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Can identifier names start with a hyphen?

From: XStandard <lists@xstandard.com>
Date: Thu, 16 Mar 2006 17:57:58 -0500
To: <www-style@w3.org>
Message-ID: <o7bn2w0g7oy7x2c.160320061757@pinscher>

Sorry if this has already been asked. Can identifier names (classes and IDs) start with a hyphen?

This is why I got confused:

[spec source: http://www.w3.org/TR/CSS21/syndata.html]
In CSS 2.1, identifiers  (including element names, classes, and IDs in selectors) can contain only the characters [A-Za-z0-9] and ISO 10646 characters U+00A1 and higher, plus the hyphen (-) and the underscore (_); they cannot start with a digit, or a hyphen followed by a digit.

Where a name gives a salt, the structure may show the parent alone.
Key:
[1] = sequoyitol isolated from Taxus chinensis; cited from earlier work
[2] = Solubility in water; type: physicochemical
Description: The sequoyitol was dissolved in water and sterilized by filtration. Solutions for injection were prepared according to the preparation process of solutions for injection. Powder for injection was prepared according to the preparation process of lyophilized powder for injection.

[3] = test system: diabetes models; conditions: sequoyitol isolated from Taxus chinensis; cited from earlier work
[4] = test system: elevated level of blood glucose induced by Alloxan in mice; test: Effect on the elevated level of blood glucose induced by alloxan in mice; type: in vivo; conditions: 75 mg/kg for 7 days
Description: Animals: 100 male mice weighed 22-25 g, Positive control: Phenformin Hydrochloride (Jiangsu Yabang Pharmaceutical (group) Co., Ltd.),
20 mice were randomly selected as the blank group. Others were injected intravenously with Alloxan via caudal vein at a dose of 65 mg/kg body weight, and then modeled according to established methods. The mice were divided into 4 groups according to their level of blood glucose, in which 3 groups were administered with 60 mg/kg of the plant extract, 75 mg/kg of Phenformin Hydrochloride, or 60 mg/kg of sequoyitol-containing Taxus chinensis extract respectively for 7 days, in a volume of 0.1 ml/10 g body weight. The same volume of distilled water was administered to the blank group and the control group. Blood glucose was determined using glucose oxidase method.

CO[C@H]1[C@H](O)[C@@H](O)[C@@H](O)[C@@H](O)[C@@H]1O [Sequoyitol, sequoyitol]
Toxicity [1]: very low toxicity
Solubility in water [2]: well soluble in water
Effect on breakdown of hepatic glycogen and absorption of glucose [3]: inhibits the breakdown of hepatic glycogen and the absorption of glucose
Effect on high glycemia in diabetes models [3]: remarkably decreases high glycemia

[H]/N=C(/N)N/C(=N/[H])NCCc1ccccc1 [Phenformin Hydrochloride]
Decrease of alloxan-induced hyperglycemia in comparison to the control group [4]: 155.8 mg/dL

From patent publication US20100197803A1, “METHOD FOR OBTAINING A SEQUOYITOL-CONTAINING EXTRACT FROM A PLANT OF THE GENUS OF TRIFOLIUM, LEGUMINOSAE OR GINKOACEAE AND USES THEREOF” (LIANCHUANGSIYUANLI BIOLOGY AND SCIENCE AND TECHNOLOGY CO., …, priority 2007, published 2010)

That's clear. IDs like "-abc" are okay but "-0abc" are not. The spec then reads:

[spec source: http://www.w3.org/TR/CSS21/syndata.html]
Only properties, values, units, pseudo-classes, pseudo-elements, and at-rules may start with a hyphen (-); other identifiers (e.g. element names, classes, or IDs) may not.

This seems to contradict the previous statement and says that IDs like "-abc" are invalid.

I ran the following 2 rules through the W3C CSS validator and according to the validator, both are valid:

#-abc {color:red}
#-0abc {color:red}

Received on Thursday, 16 March 2006 22:58:01 UTC

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